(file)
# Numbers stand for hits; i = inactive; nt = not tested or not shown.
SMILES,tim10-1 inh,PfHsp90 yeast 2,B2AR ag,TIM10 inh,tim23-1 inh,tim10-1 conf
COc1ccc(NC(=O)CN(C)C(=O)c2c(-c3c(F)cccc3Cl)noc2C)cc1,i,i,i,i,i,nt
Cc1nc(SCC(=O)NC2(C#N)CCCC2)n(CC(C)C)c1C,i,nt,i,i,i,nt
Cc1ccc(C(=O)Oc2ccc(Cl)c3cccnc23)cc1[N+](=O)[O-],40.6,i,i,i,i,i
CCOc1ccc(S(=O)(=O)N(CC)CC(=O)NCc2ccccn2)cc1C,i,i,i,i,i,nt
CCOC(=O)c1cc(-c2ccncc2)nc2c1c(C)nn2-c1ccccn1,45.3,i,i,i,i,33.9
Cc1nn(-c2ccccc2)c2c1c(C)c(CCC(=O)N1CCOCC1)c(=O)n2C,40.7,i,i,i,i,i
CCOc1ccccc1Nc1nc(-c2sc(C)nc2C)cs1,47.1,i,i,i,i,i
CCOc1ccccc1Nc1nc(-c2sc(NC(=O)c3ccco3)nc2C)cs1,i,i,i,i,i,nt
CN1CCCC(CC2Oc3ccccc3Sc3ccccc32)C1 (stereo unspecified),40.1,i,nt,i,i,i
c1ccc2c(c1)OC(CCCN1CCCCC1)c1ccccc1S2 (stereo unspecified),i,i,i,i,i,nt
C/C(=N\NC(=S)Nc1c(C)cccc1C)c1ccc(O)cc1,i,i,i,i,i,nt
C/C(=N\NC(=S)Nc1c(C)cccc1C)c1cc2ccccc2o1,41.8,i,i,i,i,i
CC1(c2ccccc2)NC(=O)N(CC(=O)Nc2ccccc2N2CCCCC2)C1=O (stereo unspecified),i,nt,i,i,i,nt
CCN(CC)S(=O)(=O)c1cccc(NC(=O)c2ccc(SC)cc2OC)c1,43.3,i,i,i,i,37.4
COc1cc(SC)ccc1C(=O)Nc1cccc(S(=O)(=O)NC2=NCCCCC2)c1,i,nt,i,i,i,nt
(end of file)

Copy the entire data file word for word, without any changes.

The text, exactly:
# Numbers stand for hits; i = inactive; nt = not tested or not shown.
SMILES,tim10-1 inh,PfHsp90 yeast 2,B2AR ag,TIM10 inh,tim23-1 inh,tim10-1 conf
COc1ccc(NC(=O)CN(C)C(=O)c2c(-c3c(F)cccc3Cl)noc2C)cc1,i,i,i,i,i,nt
Cc1nc(SCC(=O)NC2(C#N)CCCC2)n(CC(C)C)c1C,i,nt,i,i,i,nt
Cc1ccc(C(=O)Oc2ccc(Cl)c3cccnc23)cc1[N+](=O)[O-],40.6,i,i,i,i,i
CCOc1ccc(S(=O)(=O)N(CC)CC(=O)NCc2ccccn2)cc1C,i,i,i,i,i,nt
CCOC(=O)c1cc(-c2ccncc2)nc2c1c(C)nn2-c1ccccn1,45.3,i,i,i,i,33.9
Cc1nn(-c2ccccc2)c2c1c(C)c(CCC(=O)N1CCOCC1)c(=O)n2C,40.7,i,i,i,i,i
CCOc1ccccc1Nc1nc(-c2sc(C)nc2C)cs1,47.1,i,i,i,i,i
CCOc1ccccc1Nc1nc(-c2sc(NC(=O)c3ccco3)nc2C)cs1,i,i,i,i,i,nt
CN1CCCC(CC2Oc3ccccc3Sc3ccccc32)C1 (stereo unspecified),40.1,i,nt,i,i,i
c1ccc2c(c1)OC(CCCN1CCCCC1)c1ccccc1S2 (stereo unspecified),i,i,i,i,i,nt
C/C(=N\NC(=S)Nc1c(C)cccc1C)c1ccc(O)cc1,i,i,i,i,i,nt
C/C(=N\NC(=S)Nc1c(C)cccc1C)c1cc2ccccc2o1,41.8,i,i,i,i,i
CC1(c2ccccc2)NC(=O)N(CC(=O)Nc2ccccc2N2CCCCC2)C1=O (stereo unspecified),i,nt,i,i,i,nt
CCN(CC)S(=O)(=O)c1cccc(NC(=O)c2ccc(SC)cc2OC)c1,43.3,i,i,i,i,37.4
COc1cc(SC)ccc1C(=O)Nc1cccc(S(=O)(=O)NC2=NCCCCC2)c1,i,nt,i,i,i,nt